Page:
Effectiveness of Inhaled COVID-19 Vaccines to Be Studied

Trial will test responses of 30 adults when they inhale vaccine droplets in their mouths

coronavirus cells on dark blue background

MONDAY, Sept. 14, 2020 (HealthDay News) -- A study to assess the effectiveness of two experimental COVID-19 vaccines when they are inhaled, rather than injected, has been announced by researchers.

The trial will test the responses of 30 people, ages 18 to 55 years, when they inhale vaccine droplets in their mouths, which would directly target their respiratory systems, explained the scientists at Imperial College London and Oxford University in the United Kingdom, the Associated Press reported.

"We have evidence that delivering influenza vaccines via a nasal spray can protect people against flu as well as help to reduce the transmission of the disease," and this might also be the case with the new coronavirus, research leader Chris Chiu, Ph.D., of Imperial College London, said in a statement.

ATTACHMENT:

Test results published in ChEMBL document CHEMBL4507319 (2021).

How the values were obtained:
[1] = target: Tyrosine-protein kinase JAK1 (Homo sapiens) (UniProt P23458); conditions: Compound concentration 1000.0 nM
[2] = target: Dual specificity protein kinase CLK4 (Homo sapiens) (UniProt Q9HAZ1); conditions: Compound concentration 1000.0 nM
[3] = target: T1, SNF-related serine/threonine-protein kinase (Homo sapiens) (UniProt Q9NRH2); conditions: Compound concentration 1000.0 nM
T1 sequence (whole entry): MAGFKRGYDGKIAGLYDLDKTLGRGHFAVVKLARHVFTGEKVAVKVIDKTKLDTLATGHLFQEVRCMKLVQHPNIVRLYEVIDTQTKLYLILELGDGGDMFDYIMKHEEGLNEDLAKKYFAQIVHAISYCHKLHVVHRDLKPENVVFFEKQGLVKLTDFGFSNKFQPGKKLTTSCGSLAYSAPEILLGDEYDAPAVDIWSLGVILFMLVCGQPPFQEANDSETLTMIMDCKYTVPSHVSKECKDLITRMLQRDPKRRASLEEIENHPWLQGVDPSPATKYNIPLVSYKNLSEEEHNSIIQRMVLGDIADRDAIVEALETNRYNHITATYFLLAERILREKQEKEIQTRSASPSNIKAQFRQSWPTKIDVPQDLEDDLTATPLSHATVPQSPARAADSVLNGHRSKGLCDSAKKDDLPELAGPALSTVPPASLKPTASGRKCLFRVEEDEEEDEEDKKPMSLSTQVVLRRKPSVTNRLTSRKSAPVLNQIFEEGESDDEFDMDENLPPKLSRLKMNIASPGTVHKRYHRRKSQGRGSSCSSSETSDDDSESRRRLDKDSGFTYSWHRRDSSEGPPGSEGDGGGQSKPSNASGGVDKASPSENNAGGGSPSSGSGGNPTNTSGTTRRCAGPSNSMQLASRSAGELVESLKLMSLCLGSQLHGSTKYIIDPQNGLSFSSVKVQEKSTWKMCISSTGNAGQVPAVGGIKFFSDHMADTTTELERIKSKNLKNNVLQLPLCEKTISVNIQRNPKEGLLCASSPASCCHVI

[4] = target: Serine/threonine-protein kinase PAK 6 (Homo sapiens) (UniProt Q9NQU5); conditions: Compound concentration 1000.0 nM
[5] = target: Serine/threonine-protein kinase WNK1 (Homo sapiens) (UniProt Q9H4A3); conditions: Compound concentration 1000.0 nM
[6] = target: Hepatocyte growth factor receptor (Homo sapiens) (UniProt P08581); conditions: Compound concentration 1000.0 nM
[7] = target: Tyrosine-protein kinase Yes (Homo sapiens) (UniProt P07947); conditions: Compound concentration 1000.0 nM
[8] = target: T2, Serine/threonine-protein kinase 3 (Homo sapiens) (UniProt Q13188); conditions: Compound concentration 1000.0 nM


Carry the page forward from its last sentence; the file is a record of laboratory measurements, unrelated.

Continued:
Clinical trials of the vaccines' effectiveness when injected are already underway. "It is critical we explore whether targeting the airways directly can provide an effective response compared to a vaccine injected into muscle," according to Chiu, the AP reported.

AP News Article

Physician’s Briefing Staff

Physician’s Briefing Staff

Published on September 14, 2020

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